Tuesday, February 10, 2009

TTAB Finds "FERROLABS" and "FERRO TEC" for Ferrofluidic Fluids Not Confusingly Similar

Despite an overlap of goods, channels of trade, and classes of customers, the Board dismissed an opposition to registration of the mark FERROLABS & Design for ferrofluids and related goods, finding it so dissimilar from the registered marks FERRO TEC & Design , FERROSOUND, FERRODRIVE, and FERROFLUIDIC for ferrofluids, that confusion is not likely. Ferrotec (USA) Corporation and Ferrotec Corporation v. Ferro Labs, Inc., Opposition No. 91174110 (January 29, 2009) [not precedential].

The Board first rejected Opposers' claim to ownership of a family of FERRO marks, for two reasons: (1) the supposed "family feature," FERRO, is descriptive of ferrofluids and related products and thus cannot support a "family," and (2) Opposers failed to prove that the four registered FERRO-formative marks have been widely used and promoted together so as to create "public recognition coupled with an association of common origin predicated on the term FERRO."

The Board next nixed Opposers' claim of fame for the marks FERRO TEC and FERROFLUIDIC. Ferrotec submitted sales and advertising figures (in confidence), but provided no context for the numbers. Secondly, the figures were not divided out for each mark. In short, Opposers failed "to demonstrate that the successful marketing of opposers' FERRO TEC and FERROFLUIDIC products translates into widespread recognition of each of these marks among the relevant purchasers."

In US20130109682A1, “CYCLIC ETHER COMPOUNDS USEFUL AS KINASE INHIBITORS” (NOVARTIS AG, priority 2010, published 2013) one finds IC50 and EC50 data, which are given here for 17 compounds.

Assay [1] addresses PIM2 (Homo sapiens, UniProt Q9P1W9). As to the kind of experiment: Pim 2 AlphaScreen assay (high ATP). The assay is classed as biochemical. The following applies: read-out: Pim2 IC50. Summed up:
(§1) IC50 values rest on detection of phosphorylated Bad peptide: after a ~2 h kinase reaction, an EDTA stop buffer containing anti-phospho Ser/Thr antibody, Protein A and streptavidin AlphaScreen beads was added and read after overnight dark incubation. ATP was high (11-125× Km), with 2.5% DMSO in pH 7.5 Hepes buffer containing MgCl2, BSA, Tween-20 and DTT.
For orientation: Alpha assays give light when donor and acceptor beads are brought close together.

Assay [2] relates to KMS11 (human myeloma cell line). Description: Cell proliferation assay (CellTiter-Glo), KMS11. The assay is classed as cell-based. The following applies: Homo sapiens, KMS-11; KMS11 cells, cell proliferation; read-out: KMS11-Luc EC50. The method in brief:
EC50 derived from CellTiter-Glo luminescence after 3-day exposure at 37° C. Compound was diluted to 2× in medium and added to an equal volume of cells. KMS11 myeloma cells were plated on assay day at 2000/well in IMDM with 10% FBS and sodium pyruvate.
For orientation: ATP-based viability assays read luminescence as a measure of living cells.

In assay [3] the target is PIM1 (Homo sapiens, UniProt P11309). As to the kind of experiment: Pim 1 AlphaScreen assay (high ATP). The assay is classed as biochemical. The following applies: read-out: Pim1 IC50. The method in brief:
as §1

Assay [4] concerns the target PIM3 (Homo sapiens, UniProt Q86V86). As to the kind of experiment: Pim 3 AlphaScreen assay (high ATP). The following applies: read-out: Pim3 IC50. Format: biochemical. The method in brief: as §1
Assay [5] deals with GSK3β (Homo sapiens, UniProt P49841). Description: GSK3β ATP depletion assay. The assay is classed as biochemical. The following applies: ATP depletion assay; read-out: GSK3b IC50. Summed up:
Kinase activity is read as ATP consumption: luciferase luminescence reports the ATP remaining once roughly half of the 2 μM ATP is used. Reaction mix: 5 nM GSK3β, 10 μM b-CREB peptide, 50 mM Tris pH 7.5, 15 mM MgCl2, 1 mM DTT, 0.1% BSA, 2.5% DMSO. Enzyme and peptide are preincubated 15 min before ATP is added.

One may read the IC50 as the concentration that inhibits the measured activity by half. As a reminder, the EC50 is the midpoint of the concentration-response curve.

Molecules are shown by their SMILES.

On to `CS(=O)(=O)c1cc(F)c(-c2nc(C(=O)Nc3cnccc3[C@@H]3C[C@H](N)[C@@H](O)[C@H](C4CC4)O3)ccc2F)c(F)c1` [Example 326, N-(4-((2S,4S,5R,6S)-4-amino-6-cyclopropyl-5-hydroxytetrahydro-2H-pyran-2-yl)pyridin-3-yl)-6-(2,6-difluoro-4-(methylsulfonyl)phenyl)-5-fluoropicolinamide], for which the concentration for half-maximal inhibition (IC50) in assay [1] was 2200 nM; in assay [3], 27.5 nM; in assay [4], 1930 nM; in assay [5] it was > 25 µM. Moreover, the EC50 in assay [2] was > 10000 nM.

However, the Board found the goods of the parties to be partly identical and therefore presumed that they travel to the same classes of customers through the same normal channels of trade. But it also found that the goods "are not the types of products that are purchased by ordinary consumers," a factor favoring Applicant.

But the deciding issue for the Board was the dissimilarity of the marks. The Board first noted once again that when the goods are identical, a lesser degree of similarity is necessary between the marks to support a finding of likely confusion. Because FERRO is a descriptive term as to certain of the involved goods, the Board found that FERRO is not the dominant feature of any of the parties' marks, and its mere presence in Applicant's mark and in Opposers' marks, without more, does not warrant a finding of likely confusion.

Comparing the marks in their entireties as to appearance, sound and meaning, the Board ruled "that their dissimilarities outweigh their similarities, and that the marks likewise are dissimilar rather than similar in terms of their overall commercial impressions."

And so the Board dismissed the opposition.

Text Copyright John L. Welch 2009.


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